This was (and still is) accomplished in various ways, but one of the common methods is by making a page’s text the same color as its background so it blends in. Needless to say, this is easily detected by today’s search engines and rarely pays off even in the short term.
Negative SEO: There are many negative SEO tactics that can be used to attack a competitor’s site, and we advocate none of them. Still, one popular example is using link farms to create spammy, low-quality links to another website, which will eventually reduce its search engine visibility. Unfortunately, negative SEO attacks as a whole have become an increasingly viable threat throughout the industry, and many SEO professionals can’t catch on until the damage has already been done.
Fortunately, there are ways to detect these attacks on your site, with one of the easiest being proactive monitoring. If you have the patience to identify each and every low-quality backlink leading back to your site, coupled with an understanding of how to use Google’s link disavowal tool, a lot of the damage you incur from these malicious black hat SEO techniques can be undone in time. Just be aware that it may take several months until you see your traffic return to normal.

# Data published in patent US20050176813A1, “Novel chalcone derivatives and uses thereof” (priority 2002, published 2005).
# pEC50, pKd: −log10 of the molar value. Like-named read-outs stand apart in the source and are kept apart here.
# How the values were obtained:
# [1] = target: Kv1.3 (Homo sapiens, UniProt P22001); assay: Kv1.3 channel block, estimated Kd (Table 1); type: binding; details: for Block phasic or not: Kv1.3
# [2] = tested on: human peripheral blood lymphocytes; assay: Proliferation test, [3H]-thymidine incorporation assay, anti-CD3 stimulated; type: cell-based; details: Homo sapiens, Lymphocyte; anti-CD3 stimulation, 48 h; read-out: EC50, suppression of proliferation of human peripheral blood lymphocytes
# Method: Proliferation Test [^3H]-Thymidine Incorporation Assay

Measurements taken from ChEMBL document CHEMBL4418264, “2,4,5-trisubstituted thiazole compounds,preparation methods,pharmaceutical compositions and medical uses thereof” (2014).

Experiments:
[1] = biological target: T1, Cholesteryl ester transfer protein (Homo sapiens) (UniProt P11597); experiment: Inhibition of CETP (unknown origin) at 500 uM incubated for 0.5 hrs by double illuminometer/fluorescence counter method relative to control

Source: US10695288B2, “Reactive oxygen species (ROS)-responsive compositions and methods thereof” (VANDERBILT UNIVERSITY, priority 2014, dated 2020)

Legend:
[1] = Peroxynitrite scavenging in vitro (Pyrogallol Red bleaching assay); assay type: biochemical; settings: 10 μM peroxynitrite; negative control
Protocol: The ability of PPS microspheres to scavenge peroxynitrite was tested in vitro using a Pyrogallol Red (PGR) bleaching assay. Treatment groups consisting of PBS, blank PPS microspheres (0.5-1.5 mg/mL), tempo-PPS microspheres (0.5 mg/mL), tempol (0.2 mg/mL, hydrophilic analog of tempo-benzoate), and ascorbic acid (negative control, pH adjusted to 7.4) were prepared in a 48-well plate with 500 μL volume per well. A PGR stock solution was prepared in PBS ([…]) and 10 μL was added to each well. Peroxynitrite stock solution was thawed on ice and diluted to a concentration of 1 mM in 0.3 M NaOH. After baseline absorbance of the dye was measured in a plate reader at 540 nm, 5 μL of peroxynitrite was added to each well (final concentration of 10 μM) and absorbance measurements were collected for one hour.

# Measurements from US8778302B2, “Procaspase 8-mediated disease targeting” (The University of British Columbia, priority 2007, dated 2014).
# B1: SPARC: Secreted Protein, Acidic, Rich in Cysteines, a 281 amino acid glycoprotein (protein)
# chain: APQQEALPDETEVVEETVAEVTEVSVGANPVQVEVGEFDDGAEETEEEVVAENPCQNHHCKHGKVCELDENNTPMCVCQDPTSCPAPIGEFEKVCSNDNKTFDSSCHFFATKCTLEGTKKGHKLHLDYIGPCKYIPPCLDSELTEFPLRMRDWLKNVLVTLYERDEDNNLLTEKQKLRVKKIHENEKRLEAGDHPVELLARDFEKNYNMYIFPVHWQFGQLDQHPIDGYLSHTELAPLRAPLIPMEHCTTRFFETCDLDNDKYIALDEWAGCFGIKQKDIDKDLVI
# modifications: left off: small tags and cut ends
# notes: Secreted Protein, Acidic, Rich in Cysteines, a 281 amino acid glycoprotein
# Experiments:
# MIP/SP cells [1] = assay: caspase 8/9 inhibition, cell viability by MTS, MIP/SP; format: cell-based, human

Spam Attacks: With spam attacks, special tools are used to identify your high-ranking pages, then links and keywords are generated and distributed throughout your comments and forums. This annoying links will help your attacker’s site rank higher in search engines, but at the expense of your own ranking. If you do not respond quickly to such attacks, you face serious danger of being removed from Google’s index.
You can help fight spam attacks in various ways, such as ensuring your forum’s CMS software is up to date, adding CAPTCHA protection, identifying which IP addresses are posting frequently, disallowing links from comments, manually moderating comment threads, and so on.